At TAB, the Agile Principles are instrumental in guiding the ways we work on projects, and also within the wider sphere of our company operations.
This post takes a deeper look at one of the principles included in the Agile manifesto:
‘Business people and developers must work together daily throughout the project.’
As the principles should be interpreted based on context, we will define ‘business people’ in this post as any stakeholder who is empowered to have a final say on product decisions. This may be on the client-side, or one of our own TAB Product Owners. The relationship and collaboration between the business people and the developers building the software is critical when it comes to achieving the best possible result.
Why does this principle matter?
1. Short feedback loops increase visibility and minimise waste
Daily input from a business person is imperative - it provides invaluable feedback and direction for the team. This in turn allows the team to validate that they are building the most valuable product in alignment with stakeholder needs. It is equally as important that the team communicates their progress in an open and transparent way. This type of constant, two-way communication results in shorter feedback loops and helps to minimise waste.
2. Regular check-ins strengthen working relationships, provide context and create happier teams
At TAB, we refer to the fable of ‘The Chicken and the Pig’ to illustrate the differing levels of involvement in a project. The basic fable runs:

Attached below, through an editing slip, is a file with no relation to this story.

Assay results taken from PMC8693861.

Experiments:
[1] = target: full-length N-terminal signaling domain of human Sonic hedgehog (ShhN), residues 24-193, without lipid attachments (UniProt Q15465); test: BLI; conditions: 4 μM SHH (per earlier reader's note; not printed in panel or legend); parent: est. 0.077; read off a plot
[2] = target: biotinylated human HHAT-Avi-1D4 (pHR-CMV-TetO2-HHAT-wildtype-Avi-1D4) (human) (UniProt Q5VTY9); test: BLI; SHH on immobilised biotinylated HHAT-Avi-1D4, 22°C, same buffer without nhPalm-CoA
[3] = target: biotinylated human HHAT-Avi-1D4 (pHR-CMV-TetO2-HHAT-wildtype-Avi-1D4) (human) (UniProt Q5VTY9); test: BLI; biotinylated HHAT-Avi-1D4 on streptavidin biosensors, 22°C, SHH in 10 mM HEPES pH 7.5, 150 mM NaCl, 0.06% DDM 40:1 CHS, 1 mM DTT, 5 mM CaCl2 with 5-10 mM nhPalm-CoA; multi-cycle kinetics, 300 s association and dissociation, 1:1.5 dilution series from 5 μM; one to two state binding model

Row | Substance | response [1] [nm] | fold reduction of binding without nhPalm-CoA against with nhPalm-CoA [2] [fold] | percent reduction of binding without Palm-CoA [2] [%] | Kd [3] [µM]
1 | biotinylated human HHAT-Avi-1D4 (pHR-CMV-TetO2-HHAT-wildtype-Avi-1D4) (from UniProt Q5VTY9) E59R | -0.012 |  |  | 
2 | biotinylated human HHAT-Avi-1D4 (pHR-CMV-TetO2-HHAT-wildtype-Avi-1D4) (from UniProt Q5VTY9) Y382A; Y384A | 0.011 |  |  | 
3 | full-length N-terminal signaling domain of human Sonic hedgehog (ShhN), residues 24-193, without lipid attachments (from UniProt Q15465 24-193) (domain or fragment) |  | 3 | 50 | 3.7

A Pig and a Chicken are walking down the road.
The Chicken says: "Hey Pig, I was thinking we should open a restaurant!"
Pig replies: "Hm, maybe, what would we call it?"
The Chicken responds: "How about 'Ham-n-Eggs'?"
The Pig thinks for a moment and says: "No thanks. I'd be committed, but you'd only be involved."
In summary, whilst a chicken only has to supply its eggs with no further involvement, a pig is required to fully commit to the project - literally providing the skin off its back. Having a 'chicken' involved - whether as a business person or developer - can be dangerous. Whilst anyone could be a chicken, it is the responsibility of the team to ensure consistent commitment from all members.
The important point, however, is that due to their lack of commitment, chickens can make bad decisions because they do not have the correct context. They may also waste time by trying to understand decisions made by the team that have already been well-considered, regardless of the chicken’s absence.
As well as potentially adversely affecting the product, this can negatively affect the team’s dynamic, creating an ‘us versus them’ mentality that slows velocity and reduces the overall quality. Getting everyone - from engineers, designers, and strategists to business people - acquainted, ultimately leads to strengthened relationships and happier, more productive individuals all round.
3. There are valuable lessons to take away from both sides
We always encourage close collaboration between the business people and developers, both from TAB and from our clients, often by co-locating. There are lots of valuable lessons that both parties can take from each other through regular communication, and this in turn helps get more done in a shorter timeframe.
For instance, our teams often work with business people who are new to iterative, agile ways of working. We can help coach these people through daily stand-ups, retrospectives, and simulations. In turn, our teams can develop a much deeper insight and understanding of the outcomes that the business people are trying to achieve. As a Scrum Master and Agile Coach, a key part of my role is to work with external stakeholders and our own Product Owners to increase efficiency and productivity.